Children’s Wellbeing | Kids these days – they’ve got it made – or have they?
A few easy ideas to help with your child’s mental wellbeing.
I’m a primary school teacher and I’m a mum to a beautiful, bright and bubbly six-year-old. I witness the ups and downs of wellbeing in children every day. Every parent faces the same dilemma – how to ensure the wellbeing of our children – particularly from a mental health perspective in a world that is more pressure than ever in more ways than one.
I have my own worries, and they probably match yours if you’re also a mum of a child of any age. But I also have a few ideas to share with you that I practice with my daughter Lyla – exercises that help to ensure she communicates her thoughts and feelings with me so I can do my best to make sure that she’s ok.
Tested to the limit – exams for 6-year-olds
Life seemed so simple back in the 1990s when I was growing up. The only thing I had to worry about was whether my Tamagotchi would make it through the night if I forgot to feed it.
I certainly don’t ever remember having to do a test before I hit double numbers.
The pressure of targets, scores and age-related goals just weren’t on my radar when I was six. And I didn’t think they were on daughter Lyla’s until she wrote me a note in our ‘Letters Book’ penning her worried about her phonics screening test.
I’m a teacher myself and I’ve witnessed children crying due to the pressure of their SATs Exams. My husband Matt was shocked when I handed him a SATs practice paper and told him to have a stab at it one evening. He struggled with it!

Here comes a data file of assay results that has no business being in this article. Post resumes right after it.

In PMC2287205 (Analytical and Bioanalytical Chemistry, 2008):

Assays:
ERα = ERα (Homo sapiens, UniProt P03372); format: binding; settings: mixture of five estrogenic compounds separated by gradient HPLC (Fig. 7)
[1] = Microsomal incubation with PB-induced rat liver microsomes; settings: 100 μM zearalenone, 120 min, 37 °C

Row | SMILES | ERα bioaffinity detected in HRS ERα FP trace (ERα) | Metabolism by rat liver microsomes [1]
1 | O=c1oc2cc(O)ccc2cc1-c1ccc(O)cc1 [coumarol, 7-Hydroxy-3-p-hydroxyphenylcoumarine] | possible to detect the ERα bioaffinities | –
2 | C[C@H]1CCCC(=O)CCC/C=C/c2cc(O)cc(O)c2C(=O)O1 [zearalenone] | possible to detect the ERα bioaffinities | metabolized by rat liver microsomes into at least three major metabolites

The amount of work that’s got to be covered by these kids in such a short amount of time is crazy and it’s slowly wearing the poor little people down. I’m lucky – the school I teach in has a really balanced and varied timetable that includes plenty of art, sports and music but some schools don’t make time for anything other than English and Maths. All day long. For six-year-olds!? It’s soul-destroying for the kids and also the teachers.
Cyberbullying – every parent’s nightmare
Social Media – something else that wasn’t an issue when I was a nipper. As a teacher and a mum, it scares the life out of me. Back in the 1990s, before social media existed, if some nasty 10-year old took a disliking to another kid, most of the time that nastiness would take place in the school playground. A kick in the shin, a few insults about what trainers he/she was wearing, and, the cold shoulder. Come home time the poor kid was able to escape – go home to their safe place and have a little respite from the bullies. But social media has changed all that.
There’s no respite now. Mobile phones have made sure of that. However much schools try and control it, they can’t.
The thought of my little Lyla being sent nasty messages whilst she’s at home – the place that should be her safe place, her haven, makes me feel sick. But how do we handle these situations? We can’t fight every battle for them, but equally, we can’t sit back and watch our children being tormented and terrorized in the comfort of their own home.
Our children’s mental health – how do we keep it healthy?
Mental health, wellbeing, self-care, self-love – we’re all (myself included) looking for ways to improve our own mental wellbeing but what about the minds and wellbeing of our children?